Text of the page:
Jon De Vos – Might be Easter, but it’s no picnic |

Jon De Vos – Might be Easter, but it’s no picnic

Jon De Vos / The Friday Report
Winter Park, Colorado

Easter Island is the most isolated spot in the world. It’s 2,000 miles from South America, the nearest continent, and 1,400 miles away from its nearest neighbor, Pitcairn Island.

This peculiar piece of real estate was not even discovered until 1722 when a Dutch explorer, Jacob Roggeveen, first touched down on its shores. This tiny 64 square mile speck in the Pacific Ocean has a mild climate and fertile, volcanic soil. It should have been a tropical paradise.

Roggeveen’s description of the island was not that of paradise. He described a desolate wasteland with “singular poverty and barrenness.” The flora consisted nothing but grasses and a few shrubs and two species of tiny trees. The natives had no firewood to warm themselves during the wet and windy winters. The native animals included nothing larger than insects, and chickens were the only domestic animals.

When Captain James Cook stopped there for a brief visit in 1774, he was able to determine that the natives were Polynesian, as one of Cook’s crew members was able to converse with them. Later DNA studies verified this fact.

Despite the Polynesian’s well-deserved fame as a great seafaring people, Cook found only a few small and frail canoes, capable of carrying only two people each. There were no longer any trees left from which to build ocean going vessels. Even 50 years earlier, Roggeveen found the natives to be totally isolated and unaware that other people existed.

The other astounding thing that Roggeveen discovered were 200 stone statues standing on huge stone platforms lining the coast. Some of the statues were 33 feet tall and weighed more than 82 tons.

“The stone images at first caused us to be struck with astonishment,” he wrote, “because we could not comprehend how it was possible that these people, who are devoid of heavy thick timber for making any machines, as well as strong ropes.” He added that the islanders had, “No wheels, no draft animals and no source of power except their own muscles.”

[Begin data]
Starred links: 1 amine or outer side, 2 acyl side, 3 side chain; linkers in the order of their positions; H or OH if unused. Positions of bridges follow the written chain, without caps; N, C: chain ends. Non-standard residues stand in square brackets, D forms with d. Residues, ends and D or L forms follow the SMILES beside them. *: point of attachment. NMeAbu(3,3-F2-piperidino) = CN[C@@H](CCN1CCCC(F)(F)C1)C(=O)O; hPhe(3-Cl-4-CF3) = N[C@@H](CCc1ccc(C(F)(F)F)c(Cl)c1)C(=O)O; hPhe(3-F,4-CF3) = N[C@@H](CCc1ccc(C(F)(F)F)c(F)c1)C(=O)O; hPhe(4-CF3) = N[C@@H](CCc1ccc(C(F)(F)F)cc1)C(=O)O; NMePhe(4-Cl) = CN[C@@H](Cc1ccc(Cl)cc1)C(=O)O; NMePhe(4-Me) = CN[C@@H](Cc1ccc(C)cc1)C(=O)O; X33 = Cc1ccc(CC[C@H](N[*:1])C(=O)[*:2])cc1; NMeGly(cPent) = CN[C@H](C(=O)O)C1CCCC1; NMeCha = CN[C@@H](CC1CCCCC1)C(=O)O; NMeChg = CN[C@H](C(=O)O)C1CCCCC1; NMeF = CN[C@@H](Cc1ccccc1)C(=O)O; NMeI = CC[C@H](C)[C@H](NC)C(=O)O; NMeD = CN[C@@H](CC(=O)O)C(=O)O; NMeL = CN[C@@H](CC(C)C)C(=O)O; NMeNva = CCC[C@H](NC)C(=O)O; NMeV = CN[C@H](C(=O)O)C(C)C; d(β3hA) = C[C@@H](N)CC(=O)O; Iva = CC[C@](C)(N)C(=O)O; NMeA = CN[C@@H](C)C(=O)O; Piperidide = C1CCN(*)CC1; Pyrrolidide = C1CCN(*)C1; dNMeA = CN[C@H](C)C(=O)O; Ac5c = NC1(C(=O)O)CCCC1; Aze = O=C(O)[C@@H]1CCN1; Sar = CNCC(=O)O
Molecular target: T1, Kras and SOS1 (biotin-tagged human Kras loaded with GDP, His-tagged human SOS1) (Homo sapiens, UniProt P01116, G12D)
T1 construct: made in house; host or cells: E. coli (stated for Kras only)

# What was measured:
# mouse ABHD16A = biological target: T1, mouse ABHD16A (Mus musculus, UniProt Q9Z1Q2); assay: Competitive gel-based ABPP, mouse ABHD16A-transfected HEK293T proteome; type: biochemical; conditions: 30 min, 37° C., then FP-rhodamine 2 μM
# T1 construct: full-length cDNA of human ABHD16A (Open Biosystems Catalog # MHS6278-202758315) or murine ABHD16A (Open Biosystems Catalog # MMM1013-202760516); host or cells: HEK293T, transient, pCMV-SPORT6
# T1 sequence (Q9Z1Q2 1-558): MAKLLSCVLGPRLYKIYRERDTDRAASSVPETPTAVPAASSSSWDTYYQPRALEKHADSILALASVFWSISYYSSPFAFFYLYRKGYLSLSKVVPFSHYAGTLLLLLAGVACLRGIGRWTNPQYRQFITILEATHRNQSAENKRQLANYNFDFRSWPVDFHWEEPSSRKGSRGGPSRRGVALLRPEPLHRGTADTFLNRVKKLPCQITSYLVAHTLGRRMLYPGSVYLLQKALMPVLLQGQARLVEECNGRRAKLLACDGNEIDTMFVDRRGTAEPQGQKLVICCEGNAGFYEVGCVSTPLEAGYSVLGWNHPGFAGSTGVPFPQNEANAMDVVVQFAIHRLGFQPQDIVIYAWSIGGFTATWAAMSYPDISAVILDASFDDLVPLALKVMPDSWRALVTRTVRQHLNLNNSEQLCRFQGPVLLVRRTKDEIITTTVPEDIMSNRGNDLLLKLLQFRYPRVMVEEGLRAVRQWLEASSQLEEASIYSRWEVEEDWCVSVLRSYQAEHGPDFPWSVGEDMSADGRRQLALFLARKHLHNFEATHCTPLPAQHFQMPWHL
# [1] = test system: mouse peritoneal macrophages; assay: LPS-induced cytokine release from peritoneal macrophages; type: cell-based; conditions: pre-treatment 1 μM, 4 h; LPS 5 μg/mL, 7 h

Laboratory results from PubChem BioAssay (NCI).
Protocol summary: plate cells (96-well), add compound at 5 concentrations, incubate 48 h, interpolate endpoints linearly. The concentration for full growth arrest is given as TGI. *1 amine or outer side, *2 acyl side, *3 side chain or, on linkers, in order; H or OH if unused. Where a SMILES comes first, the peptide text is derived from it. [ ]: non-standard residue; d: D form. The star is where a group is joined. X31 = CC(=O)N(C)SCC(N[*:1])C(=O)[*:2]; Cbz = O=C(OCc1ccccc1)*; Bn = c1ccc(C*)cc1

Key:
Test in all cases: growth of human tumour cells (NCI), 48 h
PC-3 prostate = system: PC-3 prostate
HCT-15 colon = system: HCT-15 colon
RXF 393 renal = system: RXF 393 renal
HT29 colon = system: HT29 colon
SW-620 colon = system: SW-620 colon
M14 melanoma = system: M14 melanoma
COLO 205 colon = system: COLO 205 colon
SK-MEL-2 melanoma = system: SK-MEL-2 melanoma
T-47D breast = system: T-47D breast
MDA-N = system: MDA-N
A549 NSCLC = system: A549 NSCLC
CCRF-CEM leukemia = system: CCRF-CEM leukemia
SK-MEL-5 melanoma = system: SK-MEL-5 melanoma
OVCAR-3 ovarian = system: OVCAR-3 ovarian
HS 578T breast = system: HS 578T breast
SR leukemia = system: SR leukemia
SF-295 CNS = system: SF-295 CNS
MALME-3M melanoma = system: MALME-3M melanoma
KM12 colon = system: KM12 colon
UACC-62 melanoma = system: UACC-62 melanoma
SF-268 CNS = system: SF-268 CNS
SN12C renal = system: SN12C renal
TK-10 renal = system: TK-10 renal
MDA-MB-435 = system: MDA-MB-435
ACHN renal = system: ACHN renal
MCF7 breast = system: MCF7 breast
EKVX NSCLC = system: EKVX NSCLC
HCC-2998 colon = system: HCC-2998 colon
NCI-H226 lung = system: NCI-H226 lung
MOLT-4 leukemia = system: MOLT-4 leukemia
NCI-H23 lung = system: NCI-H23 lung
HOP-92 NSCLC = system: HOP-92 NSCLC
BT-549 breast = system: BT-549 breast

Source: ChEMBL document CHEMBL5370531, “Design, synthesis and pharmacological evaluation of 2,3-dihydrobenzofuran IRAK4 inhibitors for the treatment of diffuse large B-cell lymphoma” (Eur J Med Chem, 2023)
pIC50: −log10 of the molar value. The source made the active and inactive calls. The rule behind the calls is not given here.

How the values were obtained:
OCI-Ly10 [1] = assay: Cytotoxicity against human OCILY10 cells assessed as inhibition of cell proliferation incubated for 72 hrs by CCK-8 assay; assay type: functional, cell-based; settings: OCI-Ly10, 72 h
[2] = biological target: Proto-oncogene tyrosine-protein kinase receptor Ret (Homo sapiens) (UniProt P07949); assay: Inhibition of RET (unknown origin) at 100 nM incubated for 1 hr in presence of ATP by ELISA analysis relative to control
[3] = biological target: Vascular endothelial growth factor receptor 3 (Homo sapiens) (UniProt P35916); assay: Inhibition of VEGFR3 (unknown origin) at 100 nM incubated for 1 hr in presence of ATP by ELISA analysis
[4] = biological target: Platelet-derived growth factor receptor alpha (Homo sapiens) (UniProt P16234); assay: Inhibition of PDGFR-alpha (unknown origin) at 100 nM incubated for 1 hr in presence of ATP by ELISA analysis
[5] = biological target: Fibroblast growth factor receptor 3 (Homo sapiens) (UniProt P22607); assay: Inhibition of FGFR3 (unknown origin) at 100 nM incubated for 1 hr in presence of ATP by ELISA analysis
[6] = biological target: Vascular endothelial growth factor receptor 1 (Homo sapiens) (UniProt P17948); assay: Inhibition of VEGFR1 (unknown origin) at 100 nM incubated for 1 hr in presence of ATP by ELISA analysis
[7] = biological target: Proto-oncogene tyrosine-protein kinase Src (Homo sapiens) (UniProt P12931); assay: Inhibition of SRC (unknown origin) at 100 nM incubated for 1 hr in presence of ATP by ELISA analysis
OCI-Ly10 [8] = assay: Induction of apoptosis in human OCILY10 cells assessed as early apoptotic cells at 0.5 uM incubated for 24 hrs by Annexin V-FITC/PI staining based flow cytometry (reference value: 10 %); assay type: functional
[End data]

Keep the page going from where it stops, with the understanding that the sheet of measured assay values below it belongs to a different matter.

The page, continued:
He found an additional 700 statues lying uncompleted. Some of them were much larger than the ones standing, weighing 270 tons and lying 65 feet long. The largest is just shy of 72 feet tall, weighing an estimated 150 tons. The stone platforms the statues stood on were 500 feet long and 10 feet thick. To deepen the mystery, the statues were still standing in 1777 but less than a hundred years later in 1864, they had all been knocked down. Why were they carved? Why did they stop?

Archeologists have determined that the settlers of the island arrived about 400 A.D. These settlers did find paradise with dense hardwood forests and 80 foot palm trees with six foot diameter trunks, and an astonishing variety of birds.

Yet pollen records indicate that by the year 800, the destruction of the forests was well under way and by 1400 the last palm tree was cut down. Numbers of other trees declined quickly during this same time.

It was a case of “Jobs over Trees” because by this time rival tribes were carving bigger and still bigger stone statues in a game of societal one-upmanship. Enormous amounts of timber were used to make the machines and the ropes required to move the statues around. The population grew but despite a seemingly inexhaustible supply of trees, by the 15th century, the last tree on the island was cut down. The birds were hunted to exhaustion and the loss of their habitat assured their extinction. The human population dwindled to one-tenth its former number as tribal warfare and marauding became a way of life

From paradise to a living hell, their social decline was not over as the natives turned to cannibalism for survival. Lashing out at each other in anger for their own cultural short-sightedness, they began to topple rival’s statues. By 1864 the last statue was thrown down and desecrated and a once vigorous and thriving civilization was lost forever.